Egypt: Global appeal against Internet entrapment of gay men
Wassim Tawfiq Abyad was convicted of "habitual debauchery" and sentenced to 15 months imprisonment after using the gaydar.com website to set up a meeting with a man, believed to have been a police informant. Electronic conversations exchanged between the two men on gaydar were used as evidence against Wissam in court.
Amnesty International is very concerned that the Egyptian authorities are persuing a policy of internet entrapment to persecute gay men. The human rights organisation has sent details of Wissam's case to its global membership of more than 1.6 million, and is asking people all over the world to write to the Egyptian authorities on Wissam's behalf (see below).
Nora Cranston, Amnesty International campaigner for LGBTI equality, said: "It's shocking that a man has been locked up in Egypt for exactly the same kind of private communication taken for granted by 1,000s of men in the UK. The Egyptian government must receive a clear message from people all over the world that persecution of people for their sexual orientation is unacceptable, and that internet entrapment is a clear violation of fundamental human rights."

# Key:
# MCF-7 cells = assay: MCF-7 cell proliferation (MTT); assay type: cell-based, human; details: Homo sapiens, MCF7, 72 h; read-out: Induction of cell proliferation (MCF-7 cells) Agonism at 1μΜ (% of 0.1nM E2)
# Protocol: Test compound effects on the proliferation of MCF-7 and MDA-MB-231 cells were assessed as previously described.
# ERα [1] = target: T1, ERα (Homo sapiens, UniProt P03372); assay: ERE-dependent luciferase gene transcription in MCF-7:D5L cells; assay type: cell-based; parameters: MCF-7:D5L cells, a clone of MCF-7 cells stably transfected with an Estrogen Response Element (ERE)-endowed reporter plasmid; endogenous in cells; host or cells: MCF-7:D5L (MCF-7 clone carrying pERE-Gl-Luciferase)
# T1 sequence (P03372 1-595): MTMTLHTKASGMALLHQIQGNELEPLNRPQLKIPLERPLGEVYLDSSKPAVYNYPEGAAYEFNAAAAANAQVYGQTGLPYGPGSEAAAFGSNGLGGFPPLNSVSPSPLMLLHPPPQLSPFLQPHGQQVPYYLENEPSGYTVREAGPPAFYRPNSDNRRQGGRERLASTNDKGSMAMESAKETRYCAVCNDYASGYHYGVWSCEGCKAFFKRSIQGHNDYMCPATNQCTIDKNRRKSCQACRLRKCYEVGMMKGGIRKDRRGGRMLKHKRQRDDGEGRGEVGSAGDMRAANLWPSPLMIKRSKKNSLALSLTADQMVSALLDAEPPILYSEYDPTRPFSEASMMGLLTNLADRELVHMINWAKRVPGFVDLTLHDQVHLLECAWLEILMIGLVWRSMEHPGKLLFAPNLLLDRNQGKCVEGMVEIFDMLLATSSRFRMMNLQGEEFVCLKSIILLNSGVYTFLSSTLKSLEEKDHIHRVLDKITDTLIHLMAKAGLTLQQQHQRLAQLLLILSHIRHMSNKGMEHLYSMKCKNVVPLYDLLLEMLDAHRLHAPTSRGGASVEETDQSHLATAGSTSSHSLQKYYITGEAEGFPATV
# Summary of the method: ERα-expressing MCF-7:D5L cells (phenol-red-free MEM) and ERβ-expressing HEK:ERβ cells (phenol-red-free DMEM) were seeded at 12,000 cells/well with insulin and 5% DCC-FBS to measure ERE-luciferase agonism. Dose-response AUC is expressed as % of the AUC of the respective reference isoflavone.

There have been several cases of men being arrested and charged after arranging to meet people they first contacted on the internet. These include Amnesty International prisoner of conscience Zaki Sayid Zaki'Abd al-Malak, who was sentenced to three years imprisonment and has reportedly been ill-treated in detention.
Although Egypt has repeatedly declared to the UN that "homosexuality is not a criminal offence in itself," Amnesty International is concerned that the Egyptian authorities are pursuing a proactive policy of arresting and imprisoning men on the basis of their actual or perceived sexual orientation. More than 50 men were prosecuted for "habitual debauchery" and imprisoned for up to five years after being arrested at the 'Queen Boat' night-club in May 2001.